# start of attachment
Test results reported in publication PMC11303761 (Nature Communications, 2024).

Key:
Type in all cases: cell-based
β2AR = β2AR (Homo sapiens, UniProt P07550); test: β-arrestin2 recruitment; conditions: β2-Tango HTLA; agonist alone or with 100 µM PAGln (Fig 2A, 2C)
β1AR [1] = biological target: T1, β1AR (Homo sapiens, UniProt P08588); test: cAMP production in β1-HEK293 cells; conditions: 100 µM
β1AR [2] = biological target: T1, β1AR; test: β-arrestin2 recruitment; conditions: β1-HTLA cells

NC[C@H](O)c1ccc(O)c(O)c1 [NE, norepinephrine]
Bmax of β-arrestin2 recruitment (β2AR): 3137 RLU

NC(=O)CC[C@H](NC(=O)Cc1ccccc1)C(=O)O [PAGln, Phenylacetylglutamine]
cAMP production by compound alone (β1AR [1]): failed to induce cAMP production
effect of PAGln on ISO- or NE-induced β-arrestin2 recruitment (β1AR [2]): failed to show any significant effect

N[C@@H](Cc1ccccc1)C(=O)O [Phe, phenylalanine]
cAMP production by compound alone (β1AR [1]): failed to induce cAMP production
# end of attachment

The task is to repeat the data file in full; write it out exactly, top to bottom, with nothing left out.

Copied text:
Test results reported in publication PMC11303761 (Nature Communications, 2024).

Key:
Type in all cases: cell-based
β2AR = β2AR (Homo sapiens, UniProt P07550); test: β-arrestin2 recruitment; conditions: β2-Tango HTLA; agonist alone or with 100 µM PAGln (Fig 2A, 2C)
β1AR [1] = biological target: T1, β1AR (Homo sapiens, UniProt P08588); test: cAMP production in β1-HEK293 cells; conditions: 100 µM
β1AR [2] = biological target: T1, β1AR; test: β-arrestin2 recruitment; conditions: β1-HTLA cells

NC[C@H](O)c1ccc(O)c(O)c1 [NE, norepinephrine]
Bmax of β-arrestin2 recruitment (β2AR): 3137 RLU

NC(=O)CC[C@H](NC(=O)Cc1ccccc1)C(=O)O [PAGln, Phenylacetylglutamine]
cAMP production by compound alone (β1AR [1]): failed to induce cAMP production
effect of PAGln on ISO- or NE-induced β-arrestin2 recruitment (β1AR [2]): failed to show any significant effect

N[C@@H](Cc1ccccc1)C(=O)O [Phe, phenylalanine]
cAMP production by compound alone (β1AR [1]): failed to induce cAMP production